The Dead Weather - Horehound (****)
It’s natural that Jack White has dominated discussions of the Dead Weather. With two bands already under his command, the unveiling of a new blues-rock combo featuring his talents was inevitably seen as just another outlet for its ringleader’s voluminous talents. Some commentators have weakly bandied around the ‘supergroup’ tag to highlight the presence of The Kills’ Alison Mosshart and Queens of the Stone Age’s Dean Fertita, but regardless, most will come to The Dead Weather with White‘s career as their guide, anticipating an album timed to replace The White Stripes (till Meg returns to work) and the Raconteurs (while Brendan Benson goes solo again).
A first listen won’t really challenge this opinion. The distorted guitar underpinning much of Horehound revels in the same old-school blues riffs that have always influenced White’s style, and only Mosshart’s seductive vocals distinguish some songs from the likes of Icky Thump. Except that a) The White Stripes and The Raconteurs have never sounded quite so filthy and b) that ain't White playing guitar. If White drives the Dead Weather, he does so from the drum stool rather than centre stage, his drumming carrying a great deal more weight than your average Meg paradiddle. Guitar duties are handled by Fertita, as are the voodoo-Doors-esque organ lines that help give tracks like So Far From Your Weapon their fuzzy, skuzzy atmosphere, while credit goes to Jack Lawrence (of the Greenhornes/Raconteurs) for the rattling bass lines gracing Rocking Horse et al.
And then there’s Mosshart, specialising in two types of vocals on Horehound. The sultry delivery of the first will be familiar to any Kills fans, all sighs, wails and pouting attitude (see opener 60 Feet Tall and New Poney, amongst others). The second type is best exemplified by Cut Like A Buffalo, a peculiar beast which marries reggae-syncopation with Ray Manzarek-like organ to produce the album’s one genuine diversion from the band members’ various day jobs. Here the vocals are layered and multiple (White may be relegated to the back of the stage, but that doesn’t keep him schtum), not so much in harmony as bellowed together in a vaguely similar register. It's a style that just about works on Buffalo but which sounds uncomfortably close to 90s rap rock cliché on Treat Me Like Your Mother.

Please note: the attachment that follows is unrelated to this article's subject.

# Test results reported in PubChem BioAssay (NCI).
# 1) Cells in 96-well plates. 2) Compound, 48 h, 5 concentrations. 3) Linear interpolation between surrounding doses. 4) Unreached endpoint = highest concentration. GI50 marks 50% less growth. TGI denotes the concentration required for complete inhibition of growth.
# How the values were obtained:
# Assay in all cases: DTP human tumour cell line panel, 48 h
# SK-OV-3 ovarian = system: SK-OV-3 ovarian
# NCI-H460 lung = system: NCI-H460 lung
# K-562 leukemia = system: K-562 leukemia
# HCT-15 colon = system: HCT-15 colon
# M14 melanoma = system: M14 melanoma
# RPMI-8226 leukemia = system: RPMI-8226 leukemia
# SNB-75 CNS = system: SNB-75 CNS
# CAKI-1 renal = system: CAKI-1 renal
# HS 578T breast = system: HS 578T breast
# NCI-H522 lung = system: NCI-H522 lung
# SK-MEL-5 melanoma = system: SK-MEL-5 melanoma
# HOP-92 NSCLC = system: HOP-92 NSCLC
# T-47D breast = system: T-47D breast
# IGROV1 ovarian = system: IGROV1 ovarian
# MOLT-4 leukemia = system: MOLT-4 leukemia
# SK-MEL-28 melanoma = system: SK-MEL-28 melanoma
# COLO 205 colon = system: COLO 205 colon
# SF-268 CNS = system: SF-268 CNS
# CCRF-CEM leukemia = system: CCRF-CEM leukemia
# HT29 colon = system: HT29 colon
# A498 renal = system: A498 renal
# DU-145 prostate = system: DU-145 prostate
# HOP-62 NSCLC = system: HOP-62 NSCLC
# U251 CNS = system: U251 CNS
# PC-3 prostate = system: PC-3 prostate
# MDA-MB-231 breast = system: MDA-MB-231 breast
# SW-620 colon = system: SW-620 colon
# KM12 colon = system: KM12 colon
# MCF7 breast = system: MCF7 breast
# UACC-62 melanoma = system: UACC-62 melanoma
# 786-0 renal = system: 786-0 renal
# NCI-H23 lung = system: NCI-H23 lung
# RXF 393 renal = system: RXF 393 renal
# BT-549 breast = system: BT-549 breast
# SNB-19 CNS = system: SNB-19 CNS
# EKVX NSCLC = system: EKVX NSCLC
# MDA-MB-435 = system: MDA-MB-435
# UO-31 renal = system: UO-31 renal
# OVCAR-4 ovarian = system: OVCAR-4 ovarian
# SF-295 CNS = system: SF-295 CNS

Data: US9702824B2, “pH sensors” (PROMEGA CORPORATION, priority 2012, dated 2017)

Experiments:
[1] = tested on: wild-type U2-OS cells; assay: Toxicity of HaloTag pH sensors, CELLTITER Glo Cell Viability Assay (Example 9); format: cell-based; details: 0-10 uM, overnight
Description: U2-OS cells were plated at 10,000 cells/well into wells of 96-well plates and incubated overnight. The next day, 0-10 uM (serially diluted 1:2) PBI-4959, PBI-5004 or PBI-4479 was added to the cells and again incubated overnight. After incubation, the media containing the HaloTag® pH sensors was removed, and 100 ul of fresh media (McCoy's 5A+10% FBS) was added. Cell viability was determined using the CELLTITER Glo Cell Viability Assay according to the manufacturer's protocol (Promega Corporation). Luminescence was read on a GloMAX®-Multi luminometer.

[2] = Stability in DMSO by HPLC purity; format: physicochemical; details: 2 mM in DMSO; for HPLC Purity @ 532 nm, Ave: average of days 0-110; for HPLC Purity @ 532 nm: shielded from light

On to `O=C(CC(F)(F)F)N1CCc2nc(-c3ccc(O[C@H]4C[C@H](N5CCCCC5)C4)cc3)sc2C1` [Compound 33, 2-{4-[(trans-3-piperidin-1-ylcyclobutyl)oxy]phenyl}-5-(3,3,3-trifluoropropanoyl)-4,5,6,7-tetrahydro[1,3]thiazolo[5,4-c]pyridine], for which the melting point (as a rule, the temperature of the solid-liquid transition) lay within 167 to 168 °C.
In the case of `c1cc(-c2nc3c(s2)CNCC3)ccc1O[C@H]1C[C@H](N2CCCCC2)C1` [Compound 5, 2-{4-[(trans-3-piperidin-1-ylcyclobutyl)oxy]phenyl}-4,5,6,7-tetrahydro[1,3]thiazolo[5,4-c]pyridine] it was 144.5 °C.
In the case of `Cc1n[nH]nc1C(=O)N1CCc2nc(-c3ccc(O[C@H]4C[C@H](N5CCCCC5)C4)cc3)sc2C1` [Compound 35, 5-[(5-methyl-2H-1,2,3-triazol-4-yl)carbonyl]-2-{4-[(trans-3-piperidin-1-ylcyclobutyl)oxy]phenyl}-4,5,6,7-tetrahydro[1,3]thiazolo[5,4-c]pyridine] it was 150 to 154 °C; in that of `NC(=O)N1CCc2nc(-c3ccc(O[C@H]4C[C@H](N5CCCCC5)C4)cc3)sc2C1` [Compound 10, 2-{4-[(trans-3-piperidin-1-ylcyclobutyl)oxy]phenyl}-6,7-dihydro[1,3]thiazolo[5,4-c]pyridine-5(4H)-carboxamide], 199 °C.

So it turns out that Jack White’s new band isn’t ‘his’ at all – it’s a co-op, with all four of its members claiming ownership over its successes but also sharing liability for its occasional failures. Some tracks peter out long before their running time expires; others simply rehash old ideas. But the Dead Weather is the sum of its parts in the best way possible – four skilled musicians working together without anyone (i.e. Mr White) dominating. If the band prove to be temporary, then they deserves more than pithy dismissal as a side-project, or a footnote in White’s career. Chances are, unfortunately, that’s exactly the short shrift they’ll receive.
Relocating to New York must have been a no-brainer for Asa Ransom, hailing as they do from Marion, Indiana, whose only recent(ish) claim to fame has been hosting Julia Roberts's union with (now ex-) husband Lyle Lovett. The Big Apple, by contrast, is so adept at incubating dance-rock-garage hybrids it could no doubt churn them out in its sleep (which, as Frank Sinatra once revealed, it never, ever does). Borrowing copiously from the local aesthetic, the band's playful mix of Rapture grooves with The Walkmen’s spiky alt-rock boasts liberal song structures which journey into all sorts of unexpected but exciting places. The Luck Of Stoney Bowes combines taut Wire-y guitar with muttered whispers, while The Way We Go, mostly consisting of the title repeated over a Clinic-al backbeat, sounds simultaneously like an invitation to dance and a threat. And they aren’t out of ideas yet, having already begun their follow-up. An-other Asa Ransom Release? I look forward to it.